Despite the fact that they are less widespread today than they were in the past, mock ATMs remain a serious threat to the cybersecurity industry. Dummy ATMs look like real entry-level and smaller ATMs, but they don’t distribute cash. They’re commonly acquired online. Dummy ATMs are used by criminals for the express aim of acquiring card PINs and data. The counterfeit ATMs were set up in high-traffic regions by cyber enemies to deceive more customers into inserting their cards.
E-skimming, a new skimming issue in cybersecurity, was recently found by security researchers. Unlike ubiquitous skimming, which requires attackers to install skimming devices in real POS systems and then collect the duplicated data, e-skimming may be done remotely. The distinction allows e-skimmers to carry out the attack from anywhere on the planet.
When a cybercriminal injects malicious software into a retailer’s website and exploits it to steal credentials, this is known as e-skimming. Because it does not entail interfering with a physical facility, it is more difficult to detect. Customers may believe they are using their debit or credit cards to check out, but hackers are deploying malicious software to steal payment information in real time. Attackers either utilise the stolen data for malicious purposes or sell it to a large number of criminals on the dark web. An e-skimming plan can only be discovered through examination by the website owner.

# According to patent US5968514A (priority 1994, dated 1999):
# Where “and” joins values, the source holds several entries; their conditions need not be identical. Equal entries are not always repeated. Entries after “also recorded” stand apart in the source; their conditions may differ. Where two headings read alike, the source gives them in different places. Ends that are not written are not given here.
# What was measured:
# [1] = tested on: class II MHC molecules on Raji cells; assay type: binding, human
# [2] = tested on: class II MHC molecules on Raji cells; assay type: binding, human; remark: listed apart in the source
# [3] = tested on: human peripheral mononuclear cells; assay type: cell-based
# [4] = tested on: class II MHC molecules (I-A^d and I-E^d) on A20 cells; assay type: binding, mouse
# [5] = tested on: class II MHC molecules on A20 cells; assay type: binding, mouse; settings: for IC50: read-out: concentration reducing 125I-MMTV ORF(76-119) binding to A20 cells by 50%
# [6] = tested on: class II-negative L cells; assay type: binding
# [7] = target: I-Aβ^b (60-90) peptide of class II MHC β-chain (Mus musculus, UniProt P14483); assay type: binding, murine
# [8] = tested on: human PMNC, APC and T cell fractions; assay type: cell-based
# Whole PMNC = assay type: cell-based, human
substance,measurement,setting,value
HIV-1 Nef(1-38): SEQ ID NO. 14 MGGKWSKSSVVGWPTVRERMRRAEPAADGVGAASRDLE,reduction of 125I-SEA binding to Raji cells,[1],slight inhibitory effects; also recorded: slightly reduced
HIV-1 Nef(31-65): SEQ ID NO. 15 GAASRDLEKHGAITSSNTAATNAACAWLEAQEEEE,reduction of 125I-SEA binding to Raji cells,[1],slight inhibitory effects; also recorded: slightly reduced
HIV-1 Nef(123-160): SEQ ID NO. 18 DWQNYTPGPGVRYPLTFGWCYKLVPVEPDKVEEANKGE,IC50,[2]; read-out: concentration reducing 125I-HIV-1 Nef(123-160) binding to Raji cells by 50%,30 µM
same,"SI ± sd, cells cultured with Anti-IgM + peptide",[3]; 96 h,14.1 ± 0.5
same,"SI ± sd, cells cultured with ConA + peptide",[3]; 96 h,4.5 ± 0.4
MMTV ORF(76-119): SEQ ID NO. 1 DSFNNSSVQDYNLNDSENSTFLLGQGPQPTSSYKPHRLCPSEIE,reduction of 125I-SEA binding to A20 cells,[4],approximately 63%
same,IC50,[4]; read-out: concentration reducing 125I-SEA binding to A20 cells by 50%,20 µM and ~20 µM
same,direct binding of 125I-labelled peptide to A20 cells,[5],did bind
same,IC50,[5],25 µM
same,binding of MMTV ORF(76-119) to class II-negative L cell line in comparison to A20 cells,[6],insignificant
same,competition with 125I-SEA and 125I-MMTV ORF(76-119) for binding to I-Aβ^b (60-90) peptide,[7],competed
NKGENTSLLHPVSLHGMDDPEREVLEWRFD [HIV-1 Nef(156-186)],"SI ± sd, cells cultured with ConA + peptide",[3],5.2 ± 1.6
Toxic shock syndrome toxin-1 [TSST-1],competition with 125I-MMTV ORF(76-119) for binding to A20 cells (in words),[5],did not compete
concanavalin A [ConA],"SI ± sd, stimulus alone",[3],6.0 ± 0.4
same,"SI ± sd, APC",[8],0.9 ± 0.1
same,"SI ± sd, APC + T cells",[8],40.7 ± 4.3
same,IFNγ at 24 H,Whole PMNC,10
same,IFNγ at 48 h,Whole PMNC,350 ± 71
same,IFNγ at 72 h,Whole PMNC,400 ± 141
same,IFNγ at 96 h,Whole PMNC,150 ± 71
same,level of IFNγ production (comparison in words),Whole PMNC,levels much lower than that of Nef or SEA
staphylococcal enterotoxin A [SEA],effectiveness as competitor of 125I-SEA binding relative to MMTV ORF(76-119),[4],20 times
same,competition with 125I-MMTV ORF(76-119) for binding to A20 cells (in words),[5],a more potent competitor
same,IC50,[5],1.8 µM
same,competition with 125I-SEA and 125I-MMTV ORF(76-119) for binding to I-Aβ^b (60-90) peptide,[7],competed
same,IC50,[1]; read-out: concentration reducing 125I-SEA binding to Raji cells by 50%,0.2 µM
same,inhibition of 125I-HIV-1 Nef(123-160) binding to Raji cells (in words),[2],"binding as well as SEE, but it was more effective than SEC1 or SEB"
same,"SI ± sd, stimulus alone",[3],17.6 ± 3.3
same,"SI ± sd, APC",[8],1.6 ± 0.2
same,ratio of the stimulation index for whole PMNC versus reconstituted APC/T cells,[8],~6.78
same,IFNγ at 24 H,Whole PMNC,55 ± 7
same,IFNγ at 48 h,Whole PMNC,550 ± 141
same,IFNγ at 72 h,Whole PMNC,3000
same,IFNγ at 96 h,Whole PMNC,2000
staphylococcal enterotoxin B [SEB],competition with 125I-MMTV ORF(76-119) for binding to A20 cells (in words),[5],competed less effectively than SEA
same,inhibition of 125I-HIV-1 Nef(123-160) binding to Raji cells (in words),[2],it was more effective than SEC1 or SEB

Several hacker organisations frequently collaborate on devising tactics for targeting vulnerable websites in an e-skimming campaign. Hackers can compromise the security of a website by breaking into its web server or a web server that supports several websites. After that, the attackers inject malicious skimmer code into websites with vulnerable flaws.
Recent e-skimming cases
In October 2019, a Magecart script assault hit Macy’s, a major department store chain in the United States. The business issued an official statement revealing that the malicious script had been placed on two pages of its official website: the checkout page and macys.com. Credit card numbers, expiration dates, addresses, customer names, phone numbers, and card verification codes were all captured by the malicious code.
The Magecart malware script took out Puma’s Australian. The secret code stole the credit card credentials of all clients who used the website for online shopping during the checkout process, according to Willem de Groot, a security researcher. Credit card details, names, and client addresses were stolen and sent to a remote server in Ukraine.